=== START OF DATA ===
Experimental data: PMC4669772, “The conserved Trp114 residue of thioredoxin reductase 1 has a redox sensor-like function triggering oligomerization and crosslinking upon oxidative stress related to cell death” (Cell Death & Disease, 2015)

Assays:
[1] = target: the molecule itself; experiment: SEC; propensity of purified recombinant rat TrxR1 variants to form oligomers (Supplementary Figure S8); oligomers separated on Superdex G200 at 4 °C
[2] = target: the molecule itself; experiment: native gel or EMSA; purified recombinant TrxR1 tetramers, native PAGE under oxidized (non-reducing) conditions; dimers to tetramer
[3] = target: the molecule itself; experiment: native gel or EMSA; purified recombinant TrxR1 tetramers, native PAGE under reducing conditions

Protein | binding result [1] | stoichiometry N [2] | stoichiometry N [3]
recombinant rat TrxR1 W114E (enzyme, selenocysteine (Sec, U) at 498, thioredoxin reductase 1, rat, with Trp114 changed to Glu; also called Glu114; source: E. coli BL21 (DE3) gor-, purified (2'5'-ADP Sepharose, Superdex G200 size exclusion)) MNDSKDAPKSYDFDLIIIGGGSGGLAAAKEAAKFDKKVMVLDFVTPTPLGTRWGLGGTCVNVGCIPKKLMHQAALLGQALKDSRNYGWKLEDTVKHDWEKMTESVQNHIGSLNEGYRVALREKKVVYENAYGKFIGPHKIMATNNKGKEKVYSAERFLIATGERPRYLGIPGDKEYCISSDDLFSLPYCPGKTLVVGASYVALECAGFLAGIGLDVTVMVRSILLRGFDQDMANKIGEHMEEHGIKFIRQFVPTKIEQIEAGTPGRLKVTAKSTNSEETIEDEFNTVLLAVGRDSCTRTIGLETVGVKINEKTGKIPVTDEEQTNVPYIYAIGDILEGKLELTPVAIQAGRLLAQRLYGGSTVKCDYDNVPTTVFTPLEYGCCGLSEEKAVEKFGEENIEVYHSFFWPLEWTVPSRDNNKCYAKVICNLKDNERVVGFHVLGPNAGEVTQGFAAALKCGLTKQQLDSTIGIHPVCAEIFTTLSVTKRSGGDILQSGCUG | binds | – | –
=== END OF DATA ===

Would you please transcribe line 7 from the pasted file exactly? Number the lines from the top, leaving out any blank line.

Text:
recombinant rat TrxR1 W114E (enzyme, selenocysteine (Sec, U) at 498, thioredoxin reductase 1, rat, with Trp114 changed to Glu; also called Glu114; source: E. coli BL21 (DE3) gor-, purified (2'5'-ADP Sepharose, Superdex G200 size exclusion)) MNDSKDAPKSYDFDLIIIGGGSGGLAAAKEAAKFDKKVMVLDFVTPTPLGTRWGLGGTCVNVGCIPKKLMHQAALLGQALKDSRNYGWKLEDTVKHDWEKMTESVQNHIGSLNEGYRVALREKKVVYENAYGKFIGPHKIMATNNKGKEKVYSAERFLIATGERPRYLGIPGDKEYCISSDDLFSLPYCPGKTLVVGASYVALECAGFLAGIGLDVTVMVRSILLRGFDQDMANKIGEHMEEHGIKFIRQFVPTKIEQIEAGTPGRLKVTAKSTNSEETIEDEFNTVLLAVGRDSCTRTIGLETVGVKINEKTGKIPVTDEEQTNVPYIYAIGDILEGKLELTPVAIQAGRLLAQRLYGGSTVKCDYDNVPTTVFTPLEYGCCGLSEEKAVEKFGEENIEVYHSFFWPLEWTVPSRDNNKCYAKVICNLKDNERVVGFHVLGPNAGEVTQGFAAALKCGLTKQQLDSTIGIHPVCAEIFTTLSVTKRSGGDILQSGCUG | binds | – | –